Now that’s a wide pant. About 62″ around each hem.

This is a mock up for the 1930s beach pajama project, so they aren’t hemmed at the moment. I’m pleased to report that they for the client’s waist/hips nicely and the length is pretty good, though a bit long in the front. Of course she’ll need to wear the appropriate shoes for the final hem.

Wiiide leg pants, sans waistband

Frankenpattern 30s beach pajama pants

We’ve decided to do the pants in navy linen. The top (third image down, on the right) will be bi-colored in navy and the natural linen of Nick’s cowl. I’ll be looking for a period belt buckle and hopefully matching buttons for the top.

The beautiful linen used for Nick’s cowl


It’s the gowns!… Well it is, but it’s not.

I’m sure the first thing I noticed about 30s fashion were the gowns. Heavens, Ginger Rogers gliding across the dance floor (backwards and in heels) in some floaty confection of a dress. And her partner was very elegant too (Fred Astaire, of course). Flying Down to Rio and Top Hat – that feather dress (first on the left, above)! And I don’t even like feathers!

But what really interested me were the details. The backs, or backlessness, really. The surprisingly casual flesh reveal. What was that about? Weren’t all bygone eras repressed? (Well no, thankfully). And the arm holes. You’re going to think this is weird (I mean, who thinks about armholes unless they pinch, right?), but armholes in evening wear were often practically non-existent. Sometimes the front of the dress connected to the back with a super long strap or clever fold of the front material and I’m sure they had already discovered body tape because you never saw anything but tasteful side-boob. As a matter of fact, for as much flesh as you might see, it was always tasteful, never shocking or “undressed”. More like revealing just enough to invite the imagination. (40s gowns, with the little high belly flesh peek-a-boo, always seemed like a sad, lesser version to me).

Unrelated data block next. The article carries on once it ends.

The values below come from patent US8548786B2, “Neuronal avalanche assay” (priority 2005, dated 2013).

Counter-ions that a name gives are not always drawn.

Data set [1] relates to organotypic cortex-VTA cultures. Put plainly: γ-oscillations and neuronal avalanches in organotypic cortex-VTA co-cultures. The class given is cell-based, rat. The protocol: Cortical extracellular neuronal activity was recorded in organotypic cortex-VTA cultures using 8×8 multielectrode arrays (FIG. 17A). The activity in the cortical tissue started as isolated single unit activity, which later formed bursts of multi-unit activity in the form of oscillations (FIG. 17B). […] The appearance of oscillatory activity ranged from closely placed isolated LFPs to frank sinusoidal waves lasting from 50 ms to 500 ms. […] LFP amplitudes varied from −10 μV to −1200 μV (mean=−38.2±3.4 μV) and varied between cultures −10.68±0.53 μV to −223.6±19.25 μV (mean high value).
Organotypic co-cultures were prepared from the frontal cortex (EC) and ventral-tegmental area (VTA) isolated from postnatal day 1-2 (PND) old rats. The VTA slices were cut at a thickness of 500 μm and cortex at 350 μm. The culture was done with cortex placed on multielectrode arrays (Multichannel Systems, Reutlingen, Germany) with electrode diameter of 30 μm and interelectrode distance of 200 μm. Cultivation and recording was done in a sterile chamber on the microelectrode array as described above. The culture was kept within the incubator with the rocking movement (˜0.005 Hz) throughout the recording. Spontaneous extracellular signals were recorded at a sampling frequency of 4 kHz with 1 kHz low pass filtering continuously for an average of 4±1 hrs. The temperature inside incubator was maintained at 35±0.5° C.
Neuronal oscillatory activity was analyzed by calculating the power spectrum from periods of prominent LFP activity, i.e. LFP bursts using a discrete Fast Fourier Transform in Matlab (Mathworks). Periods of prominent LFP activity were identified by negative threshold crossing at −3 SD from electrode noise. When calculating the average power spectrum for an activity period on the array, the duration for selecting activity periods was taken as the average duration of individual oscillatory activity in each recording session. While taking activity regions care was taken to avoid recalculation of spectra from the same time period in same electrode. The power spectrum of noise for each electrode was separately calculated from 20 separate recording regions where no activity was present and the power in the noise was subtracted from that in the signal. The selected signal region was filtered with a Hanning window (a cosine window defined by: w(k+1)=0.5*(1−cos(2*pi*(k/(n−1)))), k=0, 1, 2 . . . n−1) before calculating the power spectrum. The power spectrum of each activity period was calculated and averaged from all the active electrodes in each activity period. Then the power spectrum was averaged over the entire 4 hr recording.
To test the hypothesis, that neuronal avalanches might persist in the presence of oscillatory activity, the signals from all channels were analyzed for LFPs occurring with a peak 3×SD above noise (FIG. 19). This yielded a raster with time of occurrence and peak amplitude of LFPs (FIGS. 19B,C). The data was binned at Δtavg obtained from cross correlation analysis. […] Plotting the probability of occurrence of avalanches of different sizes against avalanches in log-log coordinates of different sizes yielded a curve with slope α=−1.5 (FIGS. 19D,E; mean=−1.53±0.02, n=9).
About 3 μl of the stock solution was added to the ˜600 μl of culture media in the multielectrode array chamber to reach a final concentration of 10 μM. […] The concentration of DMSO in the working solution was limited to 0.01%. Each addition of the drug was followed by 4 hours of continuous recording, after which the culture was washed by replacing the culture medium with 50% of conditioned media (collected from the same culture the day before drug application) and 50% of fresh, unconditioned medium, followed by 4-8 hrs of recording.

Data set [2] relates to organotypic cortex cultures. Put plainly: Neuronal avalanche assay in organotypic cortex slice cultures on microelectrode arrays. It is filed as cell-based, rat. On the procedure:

1930s low back gown

Look how low that arm hole is. And I’ve seen lower. Lower backs too.